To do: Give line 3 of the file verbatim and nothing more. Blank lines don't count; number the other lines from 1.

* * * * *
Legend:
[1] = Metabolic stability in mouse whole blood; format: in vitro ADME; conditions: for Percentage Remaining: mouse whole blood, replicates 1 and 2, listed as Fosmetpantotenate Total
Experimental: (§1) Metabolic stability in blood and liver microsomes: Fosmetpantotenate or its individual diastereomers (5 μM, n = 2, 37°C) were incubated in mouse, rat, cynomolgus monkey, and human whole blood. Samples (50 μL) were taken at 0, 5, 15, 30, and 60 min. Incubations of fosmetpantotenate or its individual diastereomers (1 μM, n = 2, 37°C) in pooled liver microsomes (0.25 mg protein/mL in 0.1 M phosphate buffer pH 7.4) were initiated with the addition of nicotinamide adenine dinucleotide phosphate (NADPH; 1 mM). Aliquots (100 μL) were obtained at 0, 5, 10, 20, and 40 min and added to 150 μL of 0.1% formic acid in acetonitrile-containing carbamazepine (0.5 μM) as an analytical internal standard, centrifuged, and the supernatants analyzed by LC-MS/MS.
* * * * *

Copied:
Experimental: (§1) Metabolic stability in blood and liver microsomes: Fosmetpantotenate or its individual diastereomers (5 μM, n = 2, 37°C) were incubated in mouse, rat, cynomolgus monkey, and human whole blood. Samples (50 μL) were taken at 0, 5, 15, 30, and 60 min. Incubations of fosmetpantotenate or its individual diastereomers (1 μM, n = 2, 37°C) in pooled liver microsomes (0.25 mg protein/mL in 0.1 M phosphate buffer pH 7.4) were initiated with the addition of nicotinamide adenine dinucleotide phosphate (NADPH; 1 mM). Aliquots (100 μL) were obtained at 0, 5, 10, 20, and 40 min and added to 150 μL of 0.1% formic acid in acetonitrile-containing carbamazepine (0.5 μM) as an analytical internal standard, centrifuged, and the supernatants analyzed by LC-MS/MS.